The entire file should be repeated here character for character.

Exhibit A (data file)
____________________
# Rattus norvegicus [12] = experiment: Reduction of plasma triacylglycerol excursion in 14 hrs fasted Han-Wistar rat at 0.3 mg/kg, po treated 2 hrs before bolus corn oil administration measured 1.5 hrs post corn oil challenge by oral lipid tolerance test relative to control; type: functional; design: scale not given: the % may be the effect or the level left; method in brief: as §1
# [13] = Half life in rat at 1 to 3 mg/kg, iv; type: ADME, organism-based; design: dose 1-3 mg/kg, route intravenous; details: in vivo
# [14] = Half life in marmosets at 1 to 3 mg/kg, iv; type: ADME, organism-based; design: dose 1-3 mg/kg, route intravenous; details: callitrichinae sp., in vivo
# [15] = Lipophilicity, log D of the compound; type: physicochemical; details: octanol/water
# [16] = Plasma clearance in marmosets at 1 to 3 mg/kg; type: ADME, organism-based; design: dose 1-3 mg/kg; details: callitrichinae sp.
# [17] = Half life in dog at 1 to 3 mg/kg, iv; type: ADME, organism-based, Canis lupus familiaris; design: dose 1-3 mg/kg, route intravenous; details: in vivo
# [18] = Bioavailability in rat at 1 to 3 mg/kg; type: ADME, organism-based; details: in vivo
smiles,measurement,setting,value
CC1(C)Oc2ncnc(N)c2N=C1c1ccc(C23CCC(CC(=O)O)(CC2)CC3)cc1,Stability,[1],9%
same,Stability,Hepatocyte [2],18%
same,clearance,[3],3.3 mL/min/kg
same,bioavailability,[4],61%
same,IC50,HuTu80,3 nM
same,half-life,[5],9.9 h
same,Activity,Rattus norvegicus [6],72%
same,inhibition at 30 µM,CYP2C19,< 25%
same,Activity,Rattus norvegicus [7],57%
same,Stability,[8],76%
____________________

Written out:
# Rattus norvegicus [12] = experiment: Reduction of plasma triacylglycerol excursion in 14 hrs fasted Han-Wistar rat at 0.3 mg/kg, po treated 2 hrs before bolus corn oil administration measured 1.5 hrs post corn oil challenge by oral lipid tolerance test relative to control; type: functional; design: scale not given: the % may be the effect or the level left; method in brief: as §1
# [13] = Half life in rat at 1 to 3 mg/kg, iv; type: ADME, organism-based; design: dose 1-3 mg/kg, route intravenous; details: in vivo
# [14] = Half life in marmosets at 1 to 3 mg/kg, iv; type: ADME, organism-based; design: dose 1-3 mg/kg, route intravenous; details: callitrichinae sp., in vivo
# [15] = Lipophilicity, log D of the compound; type: physicochemical; details: octanol/water
# [16] = Plasma clearance in marmosets at 1 to 3 mg/kg; type: ADME, organism-based; design: dose 1-3 mg/kg; details: callitrichinae sp.
# [17] = Half life in dog at 1 to 3 mg/kg, iv; type: ADME, organism-based, Canis lupus familiaris; design: dose 1-3 mg/kg, route intravenous; details: in vivo
# [18] = Bioavailability in rat at 1 to 3 mg/kg; type: ADME, organism-based; details: in vivo
smiles,measurement,setting,value
CC1(C)Oc2ncnc(N)c2N=C1c1ccc(C23CCC(CC(=O)O)(CC2)CC3)cc1,Stability,[1],9%
same,Stability,Hepatocyte [2],18%
same,clearance,[3],3.3 mL/min/kg
same,bioavailability,[4],61%
same,IC50,HuTu80,3 nM
same,half-life,[5],9.9 h
same,Activity,Rattus norvegicus [6],72%
same,inhibition at 30 µM,CYP2C19,< 25%
same,Activity,Rattus norvegicus [7],57%
same,Stability,[8],76%